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A New Focus Group Investigated How People Have Overcome Vaccine Hesitancy


The average daily pace of COVID vaccinations is slowing in the U.S., so how do you persuade the unvaccinated? NPR's Tamara Keith sat in on a focus group aimed at figuring out what will change their minds.

TAMARA KEITH, BYLINE: In March, Lauren from New Jersey wasn't ready to roll up her sleeve and get vaccinated for COVID-19.


LAUREN: It's just that I'm still skeptical. There's just not enough. It's just so new. It just - it's scary. I think I'm going to get there, I'm just not ready yet.

KEITH: Lauren was part of a focus group led by Republican pollster Frank Luntz. He's working with a public health foundation to develop messaging that appeals to people who are reluctant to get the vaccine. His latest focus group revisited people like Lauren, who ended up getting the shot.


FRANK LUNTZ: Lauren, what's the precise moment when you decided you'd get vaccinated?

LAUREN: When we found out that we could go to a Yankee game if we're vaccinated, so my husband's like, we got to get vaccinated.

KEITH: The group, who gathered via Zoom, was diverse. There were conservatives and liberals, and at times, they openly bickered about politics. In the end though, what moved them were a series of personal calculations. Marie from New York took to heart an explanation she heard from former CDC director Tom Frieden, who walked through how the vaccines work, and her own doctor told her it was safe. Then she went about convincing her husband, whose friend recently died from COVID.


MARIE: I told him. I said, do you want to get sick like this? The alternative is better than this. I said, your parents got it, one of your closest friends got it and passed away. So he agreed.

KEITH: Brian from Texas had thought the risks from the virus were overhyped, but he came around to the vaccine anyway.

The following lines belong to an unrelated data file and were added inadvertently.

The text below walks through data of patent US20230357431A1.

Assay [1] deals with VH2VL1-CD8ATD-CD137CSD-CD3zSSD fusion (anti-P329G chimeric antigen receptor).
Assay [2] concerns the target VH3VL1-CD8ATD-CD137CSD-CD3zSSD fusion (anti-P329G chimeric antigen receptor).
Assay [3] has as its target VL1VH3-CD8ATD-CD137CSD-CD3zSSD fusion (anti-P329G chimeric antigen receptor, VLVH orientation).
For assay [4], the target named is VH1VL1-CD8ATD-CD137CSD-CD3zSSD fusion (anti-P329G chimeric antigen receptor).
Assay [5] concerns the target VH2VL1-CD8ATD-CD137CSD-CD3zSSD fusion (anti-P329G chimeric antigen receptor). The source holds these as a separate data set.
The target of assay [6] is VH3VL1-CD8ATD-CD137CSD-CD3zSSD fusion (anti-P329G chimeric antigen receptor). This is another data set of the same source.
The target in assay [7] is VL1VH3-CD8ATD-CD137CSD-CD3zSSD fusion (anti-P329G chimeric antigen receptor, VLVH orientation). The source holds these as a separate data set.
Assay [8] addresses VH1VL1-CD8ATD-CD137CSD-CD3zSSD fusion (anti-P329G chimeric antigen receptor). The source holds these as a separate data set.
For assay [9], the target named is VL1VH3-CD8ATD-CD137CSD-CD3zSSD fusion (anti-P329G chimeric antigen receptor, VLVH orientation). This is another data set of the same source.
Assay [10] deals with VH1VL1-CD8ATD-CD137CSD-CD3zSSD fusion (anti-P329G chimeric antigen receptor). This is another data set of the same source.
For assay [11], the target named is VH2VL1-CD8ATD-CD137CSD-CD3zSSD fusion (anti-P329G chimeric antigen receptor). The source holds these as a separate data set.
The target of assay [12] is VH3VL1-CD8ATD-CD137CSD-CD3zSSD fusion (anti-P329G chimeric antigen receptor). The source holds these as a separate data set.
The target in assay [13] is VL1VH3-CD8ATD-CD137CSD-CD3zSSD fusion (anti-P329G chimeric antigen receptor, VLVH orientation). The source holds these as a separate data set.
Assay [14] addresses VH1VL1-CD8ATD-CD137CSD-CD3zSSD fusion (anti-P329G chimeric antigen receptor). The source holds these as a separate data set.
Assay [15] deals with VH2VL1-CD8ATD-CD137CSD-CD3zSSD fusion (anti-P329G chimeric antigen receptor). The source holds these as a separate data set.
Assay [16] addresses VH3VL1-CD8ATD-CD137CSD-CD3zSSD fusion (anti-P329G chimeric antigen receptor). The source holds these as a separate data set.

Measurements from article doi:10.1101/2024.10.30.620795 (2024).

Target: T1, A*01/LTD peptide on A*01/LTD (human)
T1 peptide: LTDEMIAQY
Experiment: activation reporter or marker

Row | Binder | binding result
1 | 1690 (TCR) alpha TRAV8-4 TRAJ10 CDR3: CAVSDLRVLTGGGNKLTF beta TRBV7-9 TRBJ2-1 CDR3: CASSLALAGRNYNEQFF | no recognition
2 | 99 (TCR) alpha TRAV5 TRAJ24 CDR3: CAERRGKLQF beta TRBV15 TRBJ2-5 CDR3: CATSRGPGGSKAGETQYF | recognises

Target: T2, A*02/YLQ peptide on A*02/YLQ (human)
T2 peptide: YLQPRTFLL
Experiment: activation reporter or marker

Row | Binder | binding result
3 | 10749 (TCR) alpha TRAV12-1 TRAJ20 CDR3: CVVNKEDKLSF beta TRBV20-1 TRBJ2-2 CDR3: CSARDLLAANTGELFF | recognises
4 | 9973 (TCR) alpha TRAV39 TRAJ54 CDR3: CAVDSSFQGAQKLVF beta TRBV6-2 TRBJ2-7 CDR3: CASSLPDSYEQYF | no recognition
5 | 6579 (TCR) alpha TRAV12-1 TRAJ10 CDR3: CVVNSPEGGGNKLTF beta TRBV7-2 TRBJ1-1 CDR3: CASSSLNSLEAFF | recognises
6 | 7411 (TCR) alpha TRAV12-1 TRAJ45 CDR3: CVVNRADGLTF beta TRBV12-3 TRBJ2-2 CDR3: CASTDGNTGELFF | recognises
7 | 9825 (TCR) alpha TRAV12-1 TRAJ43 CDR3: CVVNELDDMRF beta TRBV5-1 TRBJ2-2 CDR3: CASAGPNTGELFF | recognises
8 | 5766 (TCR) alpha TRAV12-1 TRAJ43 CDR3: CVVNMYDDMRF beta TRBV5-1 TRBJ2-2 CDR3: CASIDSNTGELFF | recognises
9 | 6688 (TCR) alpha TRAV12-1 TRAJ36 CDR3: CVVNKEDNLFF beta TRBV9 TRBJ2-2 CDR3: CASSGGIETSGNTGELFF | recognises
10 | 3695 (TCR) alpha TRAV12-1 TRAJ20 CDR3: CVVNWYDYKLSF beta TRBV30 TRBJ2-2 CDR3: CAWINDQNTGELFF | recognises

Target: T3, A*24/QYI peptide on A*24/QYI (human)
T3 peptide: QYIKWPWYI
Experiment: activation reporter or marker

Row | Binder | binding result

BRIAN: I considered it, and I looked at the math. And then everybody at work decided to get it, to go ahead and get vaccinated. So at that point, I decided to go ahead and do it, too.

KEITH: For Rafael from California, it was about being able to return to group therapy.


RAFAEL: I just need to deal with my depression. I need to have some normalcy back to my life.

KEITH: So he pushed past his fears.


RAFAEL: Being able to go to a Dodger game, being able to travel, you need to have the vaccination to do it. And for me, beating my depression was more important than my fear of the vaccine.

KEITH: Elizabeth from Pennsylvania said she still has lingering doubts about the safety of the vaccines.


ELIZABETH: My fears about getting vaccinated are honestly still there, (laughter) and I have both doses, right? I'm still a little - I read articles and I think, oh, goodness, is there going to be something they discover? It's still here.

KEITH: She says the balance just tipped over time. The pros outweighed the cons. If there was one clear overriding message from this group, it came down to trust.


LUNTZ: Victor from Michigan, I know you don't trust. Who do you trust when it comes to information on the vaccine?

VICTOR: My doctor.

LUNTZ: Why your doctor?

VICTOR: Because he is the one who knows all of my health issues.

KEITH: After several people said the same thing, Luntz turned to Shirley from Nevada.


LUNTZ: You guys keep telling me about your doctor, your doctor, your doctor. Why is that so powerful for you?

SHIRLEY: Because that's who I trust.

KEITH: Dr. Brian Castrucci of the de Beaumont Foundation, which sponsored the focus groups, said his takeaway is health care providers are a key part of the next phase of getting more people vaccinated.

BRIAN CASTRUCCI: It needs to become a new vital sign. What's your height? What's your weight? Do you smoke? Have you been vaccinated against COVID? Every physician, every visit needs to ask that question.

KEITH: This reinforces what Biden administration officials have been saying. People who haven't gotten vaccinated yet don't want a lecture, but they do need their questions answered. Bechara Choucair is the White House vaccinations coordinator.

BECHARA CHOUCAIR: We know that physicians and nurses are such trusted messengers. And once they get the answers and once they get the facts, people change their mind and get ready to be vaccinated.

KEITH: One challenge, though, is actually getting vaccines into physicians' offices. It's something the Biden administration and others are working to address because when someone makes that decision, you don't want to have to tell them they need to find an appointment somewhere else.

Tamara Keith, NPR News.

(SOUNDBITE OF FLYING LOTUS' "9 CARROTS") Transcript provided by NPR, Copyright NPR.

Tamara Keith has been a White House correspondent for NPR since 2014 and co-hosts the NPR Politics Podcast, the top political news podcast in America. Keith has chronicled the Trump administration from day one, putting this unorthodox presidency in context for NPR listeners, from early morning tweets to executive orders and investigations. She covered the final two years of the Obama presidency, and during the 2016 presidential campaign she was assigned to cover Hillary Clinton. In 2018, Keith was elected to serve on the board of the White House Correspondents' Association.